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April 9, 2014

Jonathan Tobin: Why Did Kerry Lie About Israeli Blame?

Samuel G. Freedman: A resolution 70 years later for a father's unsettling legacy of ashes from Dachau

Jessica Ivins: A resolution 70 years later for a father's unsettling legacy of ashes from Dachau

Kim Giles: Asking for help is not weakness

Kathy Kristof and Barbara Hoch Marcus: 7 Great Growth Israeli Stocks

Matthew Mientka: How Beans, Peas, And Chickpeas Cleanse Bad Cholesterol and Lowers Risk of Heart Disease

Sabrina Bachai: 5 At-Home Treatments For Headaches

The Kosher Gourmet by Daniel Neman Have yourself a matzo ball: The secrets bubby never told you and recipes she could have never imagined

April 8, 2014

Lori Nawyn: At Your Wit's End and Back: Finding Peace

Susan B. Garland and Rachel L. Sheedy: Strategies Married Couples Can Use to Boost Benefits

David Muhlbaum: Smart Tax Deductions Non-Itemizers Can Claim

Jill Weisenberger, M.S., R.D.N., C.D.E : Before You Lose Your Mental Edge

Dana Dovey: Coffee Drinkers Rejoice! Your Cup Of Joe Can Prevent Death From Liver Disease

Chris Weller: Electric 'Thinking Cap' Puts Your Brain Power Into High Gear

The Kosher Gourmet by Marlene Parrish A gift of hazelnuts keeps giving --- for a variety of nutty recipes: Entree, side, soup, dessert

April 4, 2014

Rabbi David Gutterman: The Word for Nothing Means Everything

Charles Krauthammer: Kerry's folly, Chapter 3

Amy Peterson: A life of love: How to build lasting relationships with your children

John Ericson: Older Women: Save Your Heart, Prevent Stroke Don't Drink Diet

John Ericson: Why 50 million Americans will still have spring allergies after taking meds

Cameron Huddleston: Best and Worst Buys of April 2014

Stacy Rapacon: Great Mutual Funds for Young Investors

Sarah Boesveld: Teacher keeps promise to mail thousands of former students letters written by their past selves

The Kosher Gourmet by Sharon Thompson Anyone can make a salad, you say. But can they make a great salad? (SECRETS, TESTED TECHNIQUES + 4 RECIPES, INCLUDING DRESSINGS)

April 2, 2014

Paul Greenberg: Death and joy in the spring

Dan Barry: Should South Carolina Jews be forced to maintain this chimney built by Germans serving the Nazis?

Mayra Bitsko: Save me! An alien took over my child's personality

Frank Clayton: Get happy: 20 scientifically proven happiness activities

Susan Scutti: It's Genetic! Obesity and the 'Carb Breakdown' Gene

Lecia Bushak: Why Hand Sanitizer May Actually Harm Your Health

Stacy Rapacon: Great Funds You Can Own for $500 or Less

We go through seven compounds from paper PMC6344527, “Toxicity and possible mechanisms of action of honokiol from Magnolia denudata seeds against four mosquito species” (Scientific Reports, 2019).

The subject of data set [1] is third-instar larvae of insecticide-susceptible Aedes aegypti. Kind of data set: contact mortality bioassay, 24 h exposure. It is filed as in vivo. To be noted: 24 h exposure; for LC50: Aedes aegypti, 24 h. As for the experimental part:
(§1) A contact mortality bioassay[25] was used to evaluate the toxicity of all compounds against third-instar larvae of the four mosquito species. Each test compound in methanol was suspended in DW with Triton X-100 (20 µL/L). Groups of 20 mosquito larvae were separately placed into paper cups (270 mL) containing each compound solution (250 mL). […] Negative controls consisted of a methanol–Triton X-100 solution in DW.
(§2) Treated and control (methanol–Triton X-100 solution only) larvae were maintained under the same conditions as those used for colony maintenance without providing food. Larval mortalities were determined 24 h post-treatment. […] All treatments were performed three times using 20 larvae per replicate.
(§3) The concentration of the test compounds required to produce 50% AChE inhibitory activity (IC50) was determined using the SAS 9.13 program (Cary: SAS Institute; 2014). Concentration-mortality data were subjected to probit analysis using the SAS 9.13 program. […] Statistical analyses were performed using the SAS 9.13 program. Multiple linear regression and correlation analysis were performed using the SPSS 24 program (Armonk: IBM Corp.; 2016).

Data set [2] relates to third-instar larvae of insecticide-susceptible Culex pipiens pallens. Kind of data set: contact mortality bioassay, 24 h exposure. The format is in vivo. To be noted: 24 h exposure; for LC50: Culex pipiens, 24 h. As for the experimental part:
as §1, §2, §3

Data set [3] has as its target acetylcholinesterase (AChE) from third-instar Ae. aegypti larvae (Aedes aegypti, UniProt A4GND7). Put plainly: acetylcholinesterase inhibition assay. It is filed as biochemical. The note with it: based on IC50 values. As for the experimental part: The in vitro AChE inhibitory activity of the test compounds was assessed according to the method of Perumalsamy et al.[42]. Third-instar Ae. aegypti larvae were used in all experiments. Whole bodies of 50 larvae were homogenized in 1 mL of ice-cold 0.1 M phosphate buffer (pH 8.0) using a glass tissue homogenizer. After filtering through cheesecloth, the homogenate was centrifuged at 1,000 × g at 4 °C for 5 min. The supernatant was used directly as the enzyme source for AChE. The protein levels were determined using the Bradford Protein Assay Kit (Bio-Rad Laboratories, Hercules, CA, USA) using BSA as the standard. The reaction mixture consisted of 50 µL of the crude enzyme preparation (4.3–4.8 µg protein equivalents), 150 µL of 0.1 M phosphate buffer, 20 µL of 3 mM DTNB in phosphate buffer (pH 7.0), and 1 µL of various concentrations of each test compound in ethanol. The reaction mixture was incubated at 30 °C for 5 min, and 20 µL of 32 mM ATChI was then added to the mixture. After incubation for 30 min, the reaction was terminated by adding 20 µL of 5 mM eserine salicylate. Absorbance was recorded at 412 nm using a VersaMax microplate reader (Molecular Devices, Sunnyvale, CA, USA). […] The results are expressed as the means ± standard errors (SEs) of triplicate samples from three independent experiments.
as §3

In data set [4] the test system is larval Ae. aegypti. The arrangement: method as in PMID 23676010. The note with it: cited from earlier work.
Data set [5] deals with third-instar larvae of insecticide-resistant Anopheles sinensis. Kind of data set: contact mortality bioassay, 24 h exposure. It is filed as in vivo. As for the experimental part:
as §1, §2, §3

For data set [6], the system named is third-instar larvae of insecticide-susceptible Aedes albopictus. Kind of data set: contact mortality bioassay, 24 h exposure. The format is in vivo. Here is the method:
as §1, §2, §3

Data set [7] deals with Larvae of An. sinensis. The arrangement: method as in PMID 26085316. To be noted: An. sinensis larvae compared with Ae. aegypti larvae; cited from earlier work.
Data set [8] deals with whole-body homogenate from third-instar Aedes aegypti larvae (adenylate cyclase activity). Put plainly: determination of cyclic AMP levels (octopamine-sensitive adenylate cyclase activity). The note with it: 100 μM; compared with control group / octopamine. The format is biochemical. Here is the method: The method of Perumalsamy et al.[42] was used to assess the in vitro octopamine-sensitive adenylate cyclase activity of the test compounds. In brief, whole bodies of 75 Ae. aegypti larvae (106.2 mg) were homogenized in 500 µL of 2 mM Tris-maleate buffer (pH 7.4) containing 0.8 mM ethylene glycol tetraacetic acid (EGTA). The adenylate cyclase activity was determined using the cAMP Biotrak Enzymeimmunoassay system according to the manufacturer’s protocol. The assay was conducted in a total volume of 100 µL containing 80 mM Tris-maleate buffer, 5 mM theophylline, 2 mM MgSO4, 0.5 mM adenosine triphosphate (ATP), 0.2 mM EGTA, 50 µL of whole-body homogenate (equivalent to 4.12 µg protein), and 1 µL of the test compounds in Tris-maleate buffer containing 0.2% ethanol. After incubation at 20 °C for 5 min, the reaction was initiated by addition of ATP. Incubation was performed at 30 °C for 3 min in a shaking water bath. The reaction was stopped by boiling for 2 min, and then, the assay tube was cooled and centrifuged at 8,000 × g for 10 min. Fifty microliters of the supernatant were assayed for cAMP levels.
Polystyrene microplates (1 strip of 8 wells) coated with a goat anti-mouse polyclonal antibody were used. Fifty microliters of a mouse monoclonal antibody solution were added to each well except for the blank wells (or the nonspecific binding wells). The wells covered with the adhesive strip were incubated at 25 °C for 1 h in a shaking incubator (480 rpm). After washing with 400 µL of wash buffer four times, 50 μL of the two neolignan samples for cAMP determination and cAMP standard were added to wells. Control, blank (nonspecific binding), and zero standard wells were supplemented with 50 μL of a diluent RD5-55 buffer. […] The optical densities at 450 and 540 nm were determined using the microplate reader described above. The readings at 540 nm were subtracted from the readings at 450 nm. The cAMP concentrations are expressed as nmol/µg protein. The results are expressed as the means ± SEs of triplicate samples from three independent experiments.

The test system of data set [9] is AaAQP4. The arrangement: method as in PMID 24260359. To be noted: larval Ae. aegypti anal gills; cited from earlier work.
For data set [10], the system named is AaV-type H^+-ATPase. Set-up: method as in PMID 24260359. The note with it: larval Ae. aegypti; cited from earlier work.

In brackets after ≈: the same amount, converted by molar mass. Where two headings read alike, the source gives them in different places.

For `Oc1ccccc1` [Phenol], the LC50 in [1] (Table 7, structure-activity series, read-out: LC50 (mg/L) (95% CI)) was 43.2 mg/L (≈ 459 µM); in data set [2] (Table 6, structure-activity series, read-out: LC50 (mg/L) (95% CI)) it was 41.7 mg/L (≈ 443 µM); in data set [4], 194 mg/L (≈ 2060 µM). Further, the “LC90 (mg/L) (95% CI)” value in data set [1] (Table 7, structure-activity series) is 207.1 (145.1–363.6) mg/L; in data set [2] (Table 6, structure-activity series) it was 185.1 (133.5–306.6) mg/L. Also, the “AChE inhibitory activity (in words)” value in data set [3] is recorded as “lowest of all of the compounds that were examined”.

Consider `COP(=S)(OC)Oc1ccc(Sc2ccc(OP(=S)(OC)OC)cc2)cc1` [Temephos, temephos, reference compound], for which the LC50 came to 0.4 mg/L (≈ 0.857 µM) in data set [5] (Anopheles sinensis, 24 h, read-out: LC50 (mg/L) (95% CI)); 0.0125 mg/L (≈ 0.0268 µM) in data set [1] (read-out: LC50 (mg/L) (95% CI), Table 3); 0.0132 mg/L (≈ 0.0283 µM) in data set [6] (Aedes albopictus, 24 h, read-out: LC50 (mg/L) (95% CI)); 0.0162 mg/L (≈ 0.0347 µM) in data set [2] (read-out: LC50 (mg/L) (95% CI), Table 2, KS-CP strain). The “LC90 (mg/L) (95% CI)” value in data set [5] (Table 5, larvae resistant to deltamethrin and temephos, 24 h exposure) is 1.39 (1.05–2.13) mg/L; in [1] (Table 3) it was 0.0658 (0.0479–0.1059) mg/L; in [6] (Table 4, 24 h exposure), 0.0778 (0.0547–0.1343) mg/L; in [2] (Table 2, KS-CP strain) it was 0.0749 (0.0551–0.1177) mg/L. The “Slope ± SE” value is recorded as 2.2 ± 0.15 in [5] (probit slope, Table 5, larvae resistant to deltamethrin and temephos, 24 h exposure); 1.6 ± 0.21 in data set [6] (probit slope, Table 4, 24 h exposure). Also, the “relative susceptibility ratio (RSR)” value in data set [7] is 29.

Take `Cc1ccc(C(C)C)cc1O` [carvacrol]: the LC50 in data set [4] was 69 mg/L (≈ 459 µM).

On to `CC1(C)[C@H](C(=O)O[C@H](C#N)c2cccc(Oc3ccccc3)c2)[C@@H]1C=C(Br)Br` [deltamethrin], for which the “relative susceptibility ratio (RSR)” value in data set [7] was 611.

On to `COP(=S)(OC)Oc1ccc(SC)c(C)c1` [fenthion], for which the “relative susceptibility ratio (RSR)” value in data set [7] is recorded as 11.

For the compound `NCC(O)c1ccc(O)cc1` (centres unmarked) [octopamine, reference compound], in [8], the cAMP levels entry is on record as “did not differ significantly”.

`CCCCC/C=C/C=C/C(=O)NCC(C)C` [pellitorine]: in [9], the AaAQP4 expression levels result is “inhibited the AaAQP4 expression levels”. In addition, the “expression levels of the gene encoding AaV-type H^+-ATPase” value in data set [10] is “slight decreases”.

Cameron Huddleston: 7 Ways to Save on Home Decor

The Kosher Gourmet by Steve Petusevsky Exploring ingredients as edible-stuffed containers (TWO RECIPES + TIPS & TECHINQUES)

Jewish World Review July 26, 2013/ 19 Menachem-Av, 5773

She was part of our lives

By Paul Greenberg




http://www.JewishWorldReview.com | She was the girl who made a term like The Boys on the Bus obsolete for the flock of reporters condemned to trail a president or wanna-be president around like a posse on the hunt for the slightest slip.

Miss Thomas' eccentricities may have grown into grotesqueries as the decades and she advanced/deteriorated. But her work ethic, or rather work obsession, never changed. And she always remained very much herself as she passed from bright young thing to crashing bore, bright hope to old crone. There were consolations for having to settle for notoriety instead of fame. For example, she did so enjoy being the dowager queen of the White House press corps. (There's no accounting for tastes.)

Let it be said of the now late but somehow always great Helen Thomas that she stayed true to her self-portrait, warts and all. It was a virtue -- and vice -- that would do her career in at the end, but even at her nadir she was more to be pitied than despised.


It is the Helen Thomas before she became a caricature, a period that encompasses the much greater part of her life, that should be emphasized on her death at 92. Reading her obituary, many an old-timer may be struck by how much a part of their lives she was -- not just a flickering figure on the TV screen as it went from black-and-white to glaring color over the years. And from a decently confined 15 minutes of the evening news to a 24/7 blare of infotainment. How could she have known that the kind of vexatious reporting-cum-badgering that she specialized in would one day focus on her? Blame it on the speeded-up times, which have grown even faster and less contemplative.

Let the lady be remembered at her best in what is now a rapidly dimming past. The moral of her story: None of us can do more than the best we're capable of, or should settle for less.


Paul Greenberg Archives

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